Seven years ago, if you had told me that I would ever author an article by this title, I would have laughed. I was not a fan of direct-to-consumer (DTC) genetic testing and was an unapologetic critic. But it’s hard to ignore how the world of genetics has changed in the past seven years: the field has exploded, more than 15 million customers have ordered DTC testing, and it is estimated that 100 million will spit and send by 2021. Cold cases have been solved, and our genetic privacy has been compromised due to our genetic data being shared in public databases. Love it or hate it, DTC testing is here to stay.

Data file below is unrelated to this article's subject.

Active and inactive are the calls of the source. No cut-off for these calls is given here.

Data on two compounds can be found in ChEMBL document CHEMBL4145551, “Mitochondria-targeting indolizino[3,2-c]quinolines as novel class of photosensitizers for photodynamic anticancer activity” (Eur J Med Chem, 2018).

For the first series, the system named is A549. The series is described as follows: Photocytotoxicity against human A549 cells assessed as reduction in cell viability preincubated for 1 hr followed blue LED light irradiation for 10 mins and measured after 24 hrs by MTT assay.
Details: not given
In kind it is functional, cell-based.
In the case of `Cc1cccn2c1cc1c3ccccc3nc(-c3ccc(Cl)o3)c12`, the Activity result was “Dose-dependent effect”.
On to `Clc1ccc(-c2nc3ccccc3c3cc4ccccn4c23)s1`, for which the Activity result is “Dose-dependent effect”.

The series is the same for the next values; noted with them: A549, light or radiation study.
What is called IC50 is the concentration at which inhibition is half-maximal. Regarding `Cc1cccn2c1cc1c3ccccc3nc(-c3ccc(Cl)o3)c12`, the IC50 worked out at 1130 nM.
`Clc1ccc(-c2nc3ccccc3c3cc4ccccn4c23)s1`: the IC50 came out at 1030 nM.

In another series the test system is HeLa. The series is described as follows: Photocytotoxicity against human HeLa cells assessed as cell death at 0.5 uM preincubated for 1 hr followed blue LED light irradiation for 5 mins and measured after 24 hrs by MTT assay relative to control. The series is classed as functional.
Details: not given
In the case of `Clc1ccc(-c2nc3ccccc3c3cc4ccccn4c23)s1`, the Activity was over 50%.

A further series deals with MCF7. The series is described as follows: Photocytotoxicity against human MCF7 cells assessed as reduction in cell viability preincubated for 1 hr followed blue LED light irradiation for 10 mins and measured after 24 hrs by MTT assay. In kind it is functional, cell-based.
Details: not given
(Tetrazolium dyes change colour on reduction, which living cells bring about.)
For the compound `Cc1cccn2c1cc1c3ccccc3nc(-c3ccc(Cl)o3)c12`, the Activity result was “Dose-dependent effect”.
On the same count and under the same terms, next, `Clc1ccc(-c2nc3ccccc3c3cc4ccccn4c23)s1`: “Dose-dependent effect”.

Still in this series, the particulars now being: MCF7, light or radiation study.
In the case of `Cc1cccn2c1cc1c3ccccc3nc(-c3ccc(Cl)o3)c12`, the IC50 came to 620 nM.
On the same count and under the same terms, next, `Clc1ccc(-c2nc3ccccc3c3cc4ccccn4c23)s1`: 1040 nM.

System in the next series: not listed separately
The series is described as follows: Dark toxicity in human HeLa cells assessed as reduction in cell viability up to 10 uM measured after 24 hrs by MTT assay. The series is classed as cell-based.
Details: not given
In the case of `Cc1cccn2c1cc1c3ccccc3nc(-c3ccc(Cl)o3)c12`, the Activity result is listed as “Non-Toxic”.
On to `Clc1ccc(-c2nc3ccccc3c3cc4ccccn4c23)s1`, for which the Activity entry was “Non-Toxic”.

A few weeks ago, I realized that it’s time for me to join the masses and experience the process firsthand, so I ordered my first kit. I chose to order a kit in the medical-grade space (versus lifestyle/entertainment) from a company that sequences your DNA and then allows you to purchase apps that will read just parts of your genetic code. I find this process ingenious because you can read small, selected parts of your DNA for small-ish amounts of money. However, if you want many sections of your DNA read, the combined cost of all these apps may actually be more than the cost of having your DNA sequenced through a traditional company. Interesting.

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